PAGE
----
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I. INTRODUCTION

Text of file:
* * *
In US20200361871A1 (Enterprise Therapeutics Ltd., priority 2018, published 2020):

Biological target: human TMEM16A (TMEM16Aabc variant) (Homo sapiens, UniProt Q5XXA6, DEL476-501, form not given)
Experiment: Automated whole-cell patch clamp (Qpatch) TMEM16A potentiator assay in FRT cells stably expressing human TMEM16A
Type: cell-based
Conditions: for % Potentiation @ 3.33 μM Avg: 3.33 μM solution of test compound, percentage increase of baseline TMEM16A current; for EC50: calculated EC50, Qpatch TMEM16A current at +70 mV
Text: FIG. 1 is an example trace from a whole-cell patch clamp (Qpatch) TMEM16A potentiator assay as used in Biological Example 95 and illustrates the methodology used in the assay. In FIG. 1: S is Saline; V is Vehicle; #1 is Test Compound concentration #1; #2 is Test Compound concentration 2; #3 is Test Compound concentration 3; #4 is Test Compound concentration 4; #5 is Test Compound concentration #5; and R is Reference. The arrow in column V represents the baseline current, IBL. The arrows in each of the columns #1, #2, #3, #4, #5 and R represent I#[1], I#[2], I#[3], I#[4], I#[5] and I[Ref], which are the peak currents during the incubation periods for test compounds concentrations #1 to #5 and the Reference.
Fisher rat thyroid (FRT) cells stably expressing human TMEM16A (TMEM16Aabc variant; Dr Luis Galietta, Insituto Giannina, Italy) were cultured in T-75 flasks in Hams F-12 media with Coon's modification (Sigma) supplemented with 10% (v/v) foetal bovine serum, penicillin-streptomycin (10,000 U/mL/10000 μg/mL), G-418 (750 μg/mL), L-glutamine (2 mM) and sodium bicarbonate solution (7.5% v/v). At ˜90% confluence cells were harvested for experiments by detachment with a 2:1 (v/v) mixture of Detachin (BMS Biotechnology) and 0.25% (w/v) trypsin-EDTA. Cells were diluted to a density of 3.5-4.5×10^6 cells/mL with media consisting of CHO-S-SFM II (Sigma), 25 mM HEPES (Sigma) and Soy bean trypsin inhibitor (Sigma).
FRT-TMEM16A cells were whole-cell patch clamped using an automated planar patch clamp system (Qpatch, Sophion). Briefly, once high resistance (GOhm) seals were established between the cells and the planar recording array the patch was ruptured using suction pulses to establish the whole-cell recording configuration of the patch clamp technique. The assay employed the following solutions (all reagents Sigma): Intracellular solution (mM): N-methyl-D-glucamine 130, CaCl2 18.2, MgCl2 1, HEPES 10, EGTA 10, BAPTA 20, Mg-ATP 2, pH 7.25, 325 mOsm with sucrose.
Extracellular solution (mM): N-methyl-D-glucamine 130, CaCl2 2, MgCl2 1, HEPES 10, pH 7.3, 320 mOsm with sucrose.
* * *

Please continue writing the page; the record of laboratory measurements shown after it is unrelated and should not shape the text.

ECHOCARDIOGRAPHY provides a versatile, real-time diagnostic tool with no adverse secondary effects, capable of acquiring images of high spatial and temporal resolution at relatively low operational cost [1]. The wide range of available imaging techniques makes cardiac ultrasound a prevalent tool for the qualitative and quantitative assessment of cardiac morphology and function in both 2-D and 3-D. Cardiac ultrasound images can be acquired 1) through the thorax of the patient, also known as transthoracic echocardiography (TTE), or 2) from inside the esophagus of the patient (by utilizing specialized acquisition probes), also known as transesophageal echocardiography (TEE) [2]. TEE can generate high-quality images. However, the extended acquisition time and personnel requirements along with patient discomfort currently limit its clinical use, making TTE the common approach in clinical examinations. However, transthoracic cardiac ultrasound images are often incomplete (partial heart coverage) and suffer from a range of artifacts as a consequence of the interaction of the transmitted ultrasound signals with anatomic structures of the examined body. Structures such as bone, lungs (air), and fat have a direct limiting effect on the quality and diagnostic value of the acquired cardiac images. Furthermore, transthoracic cardiac ultrasound images a constantly and rapidly moving structure through the patient’s rib cage. The nature of such a challenging acquisition enhances the manifestation of common medical ultrasound artifacts (Fig. 1). Cardiac ultrasound images suffer from acoustic noise due to a range of acoustical phenomena (artifacts) such as reverberations, side-lobes, and grating-lobes [1], [2]. The extent of each artifact on the imaged cardiac structures depends on both the acquisition technology utilized as well as the echogenicity of the patient. For example, modern phased-array transducers minimize the effect of grating-lobes by using an adequately small pitch (less than half the wavelength of the transmitted signal) between the elements of the array. On the other hand, the effect of side-lobes, especially when transmitted in out-of-scan-plane directions, is mostly related to the proximity of extra-cardiac structures such as the lung and rib-cage bones. Furthermore, many instruments, especially phased array transducers, suffer from near-field clutter or ring-down effect [2]. Near-field clutter manifests itself at the top part of the scan as a zone with a high level of stationary noise that gradually declines to zero for increasing scanning depth [2]. Finally, oblique incidence angles of the transmitted ultrasound beam with respect to an imaged structure may result in low contrast between the cardiac tissue and chamber. A high-gain setting, possibly in an attempt to compensate for the low tissue signal, may result in additional amplifier noise mostly present in cardiac chambers. While not an exhaustive list, the aforementioned artifacts corrupt the imaged cardiac structures and from an imaging perspective can be considered as noise. Imaging of relatively small and rapidly moving structures such as the cardiac valves introduces additional challenges. Besides the limited delineation as a result of noise, the structure may move into and out of the scan plane due to the cardiac and respiratory motion. Furthermore, reverberations and shadowing appear due to the interaction of the transmitted ultrasound with high reflective and attenuating structures, such as the patient’s rib cage and lungs that lie in the path of the ultrasound beam. Such artifacts may appear momentarily or alter their position and orientation throughout a scan due to small movements of the transducer combined with the patient’s respiration motion, obscuring the imaging of portions of the examined cardiac structure [1], [2]. Speckle is a type of acoustic phenomenon responsible for the granular appearance of ultrasound images. Speckle is a result of constructive and destructive interference of echoes produced by scattering of ultrasound at random, small-scale, tissue inhomogeneities. Speckle is a direct consequence of 1) the stochastic nature of the reflectivity of scattering media, and 2) the coherent nature of the piezoelectric transducer. Several studies provide detailed information on the origin of speckle and its statistical properties [3]–[۵]. The granular pattern of speckle can sometimes be considered as an undesirable property since it may obscure fine anatomic detail. In cardiac ultrasound images, tissue speckle combined with high levels of chamber noise can limit the delineation of cardiac structures. Furthermore, the granular appearance of the images limits the application of postformation processing techniques such as image registration and segmentation. Therefore, means for suppressing noise and speckle can possibly improve the image quality and diagnostic value of a cardiac ultrasound dataset. On the other hand, speckle motion may be utilized in tissue velocity and strain estimation methods such as speckle tracking echocardiography (STE) [6] and radio frequency (RF)-based strain imaging [7]. Both techniques assess global and regional cardiac function by tracking the movement of speckle patterns over time. They provide a promising alternative to 1) tagged cardiac MRI for assessing left ventricular deformation and torsion [8], and 2) color Doppler for strain imaging, addressing problems associated with angle dependence [7]. Detailed descriptions on the principles of STE as well as current and future clinical applications are provided in [6], [9]–[۱۲]. Similarly, more information on RF-based strain imaging is provided in [7], [13]–[۱۷]. Image processing methods that enhance the intensity dynamic range (contrast) within speckle may improve the accuracy and robustness of such existing techniques that tackle speckle motion. Over the last three decades, a number of advances in data acquisition have substantially improved cardiac ultrasound image quality. Nevertheless, a considerable portion of current cardiac ultrasound images demonstrate low image quality and limited diagnostic value. In 2008, a systematic study was performed on routine patients going through the echocardiography department of the Western General Hospital (Edinburgh). The results of the study have been used for educational purposes in the department and have not been published yet. The study, performed using both older and the state-of-theart cardiac ultrasound systems, demonstrated that about 33% of the datasets are of high (clear cardiac structures, enabling reliable clinical measurements), 33% are of average (partially corrupted cardiac structures, limiting the accuracy and precision of clinical measurements), and 33% are of low (highly corrupted cardiac structures, limiting and many times prohibiting clinical measurements) image quality and diagnostic value. While the state-of-the art ultrasound system improved the quality of the acquired data, the findings were heavily dependent on the echogenicity of the patients. Furthermore, a number of postformation image processing techniques such as image registration, image segmentation, data classification, and texture analysis have been introduced for cardiac data acquired using modalities such as CT and MRI [18]–[۲۰]. These techniques enable the development of tools and protocols that enhance the accuracy, robustness, and repeatability of the diagnostic process. Over the last few years, similar postprocessing techniques have been attempted on cardiac ultrasound images [21]–[۲۴]. Recent advances in real-time 3-D echocardiography (RT3DE) extend the potential application of such techniques [25], [26]. However, while postformation image processing techniques may work on high quality images, high levels of noise, low contrast, speckle, and shadowing limit their effectiveness in a considerable proportion of clinical cardiac ultrasound datasets. The development of effective postprocessing methods that enhance the quality and diagnostic value of cardiac ultrasound images is, therefore, desirable. Postprocessing techniques do not require hardware modifications and can be applied to both existing and new data. This study attempts to provide a thorough review of such image-enhancement postprocessing techniques for cardiac ultrasound images.